Lower Body Rock Climbing Injuries

In a previous blog post, we briefly discussed the origins of rock climbing and recovery from upper body injuries. While upper body injuries are more common with climbing, lower body injuries are a risk as well.

Hamstring injuries are a concern with heel hooking. Heel hooking involves putting a heel on a rock climbing feature to anchor the body in place and then push up the wall. The hamstring can be injured depending on fatigue level and the forces and angles put on the muscle. Recovery in physical therapy includes taping, icing, dry needling, and other hands-on therapeutic techniques. Building strength is important as well as awareness of position on the rock wall. When heel hooking, the closer the heel is to the rest of the body, the less strain there is on the muscle. The load can also be taken off the hamstring and transferred to the calf muscles by extending the foot instead of flexing the foot while in a heel hook.

Knee injuries are a more common occurrence with bouldering than with other types of climbing. With bouldering, the climbing wall is shorter. Thus, a harness and rope are not utilized, but thick padding is under the climb to cushion falls. Climbers need to be aware of their position in space while falling and try to land with their knees bent. Having the knees bent allows better shock absorption and less chance of injury to the knee. Building up strength in the muscles around the knee also helps protect the knee joint and improve shock absorption.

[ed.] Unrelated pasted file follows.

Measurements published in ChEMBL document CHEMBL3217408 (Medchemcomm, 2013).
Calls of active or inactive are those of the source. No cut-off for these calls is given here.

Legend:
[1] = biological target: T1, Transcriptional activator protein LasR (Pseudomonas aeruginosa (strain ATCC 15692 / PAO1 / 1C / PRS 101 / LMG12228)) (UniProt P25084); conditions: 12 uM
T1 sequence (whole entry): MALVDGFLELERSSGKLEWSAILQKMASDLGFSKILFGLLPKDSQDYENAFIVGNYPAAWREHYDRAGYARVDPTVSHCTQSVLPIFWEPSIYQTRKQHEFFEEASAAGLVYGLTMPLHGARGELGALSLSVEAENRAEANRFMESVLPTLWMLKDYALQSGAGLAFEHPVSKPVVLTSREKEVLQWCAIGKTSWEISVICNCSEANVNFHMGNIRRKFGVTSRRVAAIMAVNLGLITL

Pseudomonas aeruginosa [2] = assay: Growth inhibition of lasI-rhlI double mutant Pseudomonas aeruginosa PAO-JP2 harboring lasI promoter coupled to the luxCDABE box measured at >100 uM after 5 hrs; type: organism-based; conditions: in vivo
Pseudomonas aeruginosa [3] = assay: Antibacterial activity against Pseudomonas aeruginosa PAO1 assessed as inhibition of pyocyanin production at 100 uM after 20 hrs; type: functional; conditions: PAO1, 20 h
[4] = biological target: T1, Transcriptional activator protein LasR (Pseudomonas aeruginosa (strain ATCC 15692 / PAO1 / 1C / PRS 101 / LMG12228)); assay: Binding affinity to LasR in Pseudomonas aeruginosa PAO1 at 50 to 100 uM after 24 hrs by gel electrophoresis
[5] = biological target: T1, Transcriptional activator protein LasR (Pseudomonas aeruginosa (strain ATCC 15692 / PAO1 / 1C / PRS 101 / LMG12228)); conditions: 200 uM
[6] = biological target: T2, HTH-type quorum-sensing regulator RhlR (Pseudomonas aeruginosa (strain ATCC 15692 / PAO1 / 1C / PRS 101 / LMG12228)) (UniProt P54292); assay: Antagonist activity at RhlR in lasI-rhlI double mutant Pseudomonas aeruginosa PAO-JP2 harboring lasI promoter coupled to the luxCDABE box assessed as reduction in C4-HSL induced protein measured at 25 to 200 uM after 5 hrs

Climbers also need to be aware of the risk of a knee injury, such as meniscal tears, when the knee is twisted to an extreme. Drop knee and high step-up movements are risky when extreme hip rotation is paired with a locked knee position. Learning to pay attention to the position of the hip in space is important as well as strengthening the muscles that help with knee stability and minimize maximal twisting. At Hulst Jepsen Physical Therapy your physical therapist or personal trainer can help create a strength program to strengthen and support the lower body and abdomen.

Whether you are working on injury recovery or are focused on injury prevention, physical therapy is a great option to give you confidence on the wall and send your project. Call 616.256.8679 or reach out to any one of our clinics to schedule an appointment.  Click Here to Schedule

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Katie Thomas, DPT